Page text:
Consider this your final reminder to go read the Brad Stevens article in SI if you haven't already. If you don't have the print version, here it is online.
Kelly Dwyer of Ball Don't Lie pulls at an interesting thread from it. He points out that college coaches coming to the NBA often struggle, not because they can't relate to veterans, but because they aren't up to speed on what all those veterans can and can't do.
The answer to most college coaching failures is less exciting and hardly the stuff that sells newspapers or leads cable chat shows. The coaches just don’t know NBA personnel. They don’t know how to utilize their own players, they don’t know how to defend their opponents, and they certainly (in the case of college coaches with significant front office sway) how to deal for or sign it. It’s less about standing up to a 32-year old in his last big contract year in the locker room, and more about telling him where to go in the huddle.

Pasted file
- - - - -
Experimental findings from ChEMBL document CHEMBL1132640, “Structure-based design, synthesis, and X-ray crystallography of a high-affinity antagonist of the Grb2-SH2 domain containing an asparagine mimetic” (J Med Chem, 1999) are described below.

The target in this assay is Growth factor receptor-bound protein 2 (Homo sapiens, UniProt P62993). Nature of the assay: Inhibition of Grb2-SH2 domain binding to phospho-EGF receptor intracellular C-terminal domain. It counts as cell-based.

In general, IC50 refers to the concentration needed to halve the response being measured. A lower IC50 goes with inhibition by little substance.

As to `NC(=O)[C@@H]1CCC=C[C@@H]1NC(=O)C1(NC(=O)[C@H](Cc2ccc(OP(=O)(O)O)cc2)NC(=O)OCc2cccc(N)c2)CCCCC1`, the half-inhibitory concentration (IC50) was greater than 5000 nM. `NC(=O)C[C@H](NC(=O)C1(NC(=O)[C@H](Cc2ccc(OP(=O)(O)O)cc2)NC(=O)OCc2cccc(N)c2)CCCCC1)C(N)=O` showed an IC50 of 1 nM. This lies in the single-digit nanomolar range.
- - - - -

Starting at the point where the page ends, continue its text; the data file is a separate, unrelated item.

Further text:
That makes a lot of sense. In college, a system can win a lot of games regardless of the opponent. Look at Syracuse, their zone defense alone is enough to flummox half the teams they play to the point where they are in a good position to win. I'm not saying that college coaches don't know their own players or scout other teams. But there would appear to be more room for error at the university level.
Before this summer, Stevens' only real exposure to the league has been through League Pass and some familiarity with the players that played with and against Butler on their way to The Show. So he's got a lot of catching up to do.
Learning Rondo's personality quirks is just one part of the job. He'll also have to know what kind of offensive sets work best for Rajon and how he fits into those sets and how to take advantage of matchups around the league. Stevens will have to decide if he thinks Rondo holds onto the ball too much or if he wants the ball in his hands the longest because he's going to make the best decisions. All of which might depend on which players happen to be on the court at that time.
By all accounts he's got a great mind for this stuff and he's probably burning the midnight oil this summer, but it is a distinct disadvantage for him heading into his first year. So there almost has to be a learning curve that he'll have to overcome.
It is comforting, therefore, that Stevens has a long term contract in which he'll have a chance to prove himself. Ainge showed great faith and support for Doc Rivers when the team was struggling before the KG era began. Stevens can be sure that if he's putting in the time and making improvements, he'll have the support of the front office.